Sara - posted on 06/18/2009

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I think that's one problem about the perception of gay people. People perceive them as sexual deviants and therefore sex addicts, child molesters or see them as being inappropriate sexually in situations like a group shower. I think we need to try and let go of that sterotype, because my gay friends are not inappropriate, deviant people...no more than I am anyway!!! :)

Traci - posted on 06/18/2009

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I see what you mean...I don't see a gay Marine cat calling and whistling at men in the locker room. That would be one stupid guy if he did, eh? Lol I was just pointing out that just because you don't welcome members of the same sex looking at you in a sexual manner doesn't make you insecure. I think it's just human nature to not welcome that. Well, hetero human nature, anyway! lol

Esther - posted on 06/18/2009

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I doubt that any gay service man would be so disrespectful (or reckless) to ogle another service man the way construction workers can ogle women though.

Traci - posted on 06/18/2009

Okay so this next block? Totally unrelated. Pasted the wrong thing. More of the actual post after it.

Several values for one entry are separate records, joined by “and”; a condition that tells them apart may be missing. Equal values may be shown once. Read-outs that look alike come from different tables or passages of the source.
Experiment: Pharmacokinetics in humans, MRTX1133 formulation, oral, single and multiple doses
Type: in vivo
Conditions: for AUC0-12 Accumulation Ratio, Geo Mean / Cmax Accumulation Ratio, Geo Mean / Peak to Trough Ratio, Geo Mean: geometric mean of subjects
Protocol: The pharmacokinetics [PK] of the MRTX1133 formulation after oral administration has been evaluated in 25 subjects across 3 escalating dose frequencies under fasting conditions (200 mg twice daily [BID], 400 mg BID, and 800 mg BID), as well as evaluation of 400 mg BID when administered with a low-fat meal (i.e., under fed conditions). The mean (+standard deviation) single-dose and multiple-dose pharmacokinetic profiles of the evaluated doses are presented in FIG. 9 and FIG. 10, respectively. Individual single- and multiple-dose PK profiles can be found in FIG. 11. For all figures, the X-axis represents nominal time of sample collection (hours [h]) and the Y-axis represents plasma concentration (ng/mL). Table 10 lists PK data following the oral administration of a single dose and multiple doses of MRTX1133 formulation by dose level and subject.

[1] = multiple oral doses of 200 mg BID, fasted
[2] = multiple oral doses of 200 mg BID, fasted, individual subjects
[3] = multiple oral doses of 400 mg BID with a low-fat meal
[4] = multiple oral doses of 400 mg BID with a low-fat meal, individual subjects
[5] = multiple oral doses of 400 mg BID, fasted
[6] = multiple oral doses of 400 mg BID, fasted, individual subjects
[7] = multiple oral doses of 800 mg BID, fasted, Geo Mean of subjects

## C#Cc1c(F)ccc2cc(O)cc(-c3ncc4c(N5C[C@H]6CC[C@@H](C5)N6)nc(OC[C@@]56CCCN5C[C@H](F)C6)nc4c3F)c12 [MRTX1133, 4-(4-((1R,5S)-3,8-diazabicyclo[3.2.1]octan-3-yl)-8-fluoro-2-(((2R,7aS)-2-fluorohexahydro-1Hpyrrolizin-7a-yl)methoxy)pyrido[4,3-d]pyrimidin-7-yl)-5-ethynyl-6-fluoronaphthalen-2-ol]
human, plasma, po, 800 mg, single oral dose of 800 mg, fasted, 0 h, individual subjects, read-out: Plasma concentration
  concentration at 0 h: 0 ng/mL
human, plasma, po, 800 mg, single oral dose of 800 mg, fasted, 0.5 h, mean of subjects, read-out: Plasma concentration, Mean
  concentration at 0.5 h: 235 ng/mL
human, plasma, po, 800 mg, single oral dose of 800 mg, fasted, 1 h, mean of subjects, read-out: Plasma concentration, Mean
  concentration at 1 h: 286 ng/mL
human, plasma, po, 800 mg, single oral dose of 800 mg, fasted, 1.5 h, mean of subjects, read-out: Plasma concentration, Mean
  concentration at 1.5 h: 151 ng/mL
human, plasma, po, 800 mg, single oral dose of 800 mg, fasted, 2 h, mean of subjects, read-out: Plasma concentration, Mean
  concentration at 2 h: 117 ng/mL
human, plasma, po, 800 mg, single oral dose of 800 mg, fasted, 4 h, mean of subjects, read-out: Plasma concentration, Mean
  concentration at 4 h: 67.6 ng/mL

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I see what you are saying...I totally understand that part of it. I don't think it's fair to call that an insecurity though. I mean, if a beautiful woman walks past a construction site and is being ogled, would you call her insecure? I wouldn't think so. It's uncomfortable. Like I said, I don't have all the answers, but don't be surprised when unintended consequences go down after this is enacted. We need to be realistic about it I think.

Esther - posted on 06/18/2009

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Frankly I think allowing a gay person to have his dignity and be who he is and speak about that if he so chooses (just like I'm sure your husband talks about you at work and things that you and your family may have done over the weekend or something) is a lot more important than a ''testosterone laden" guy's insecurities over being checked out. We ask these people to put their lives on the line for eachother (and us) on a daily basis and to then have a policy in place that treats some of these men and women (who serve with honor) like they are somehow "dirty" and/or second class and shouldn't be allowed to speak openly about who they are is just disgraceful.

Traci - posted on 06/18/2009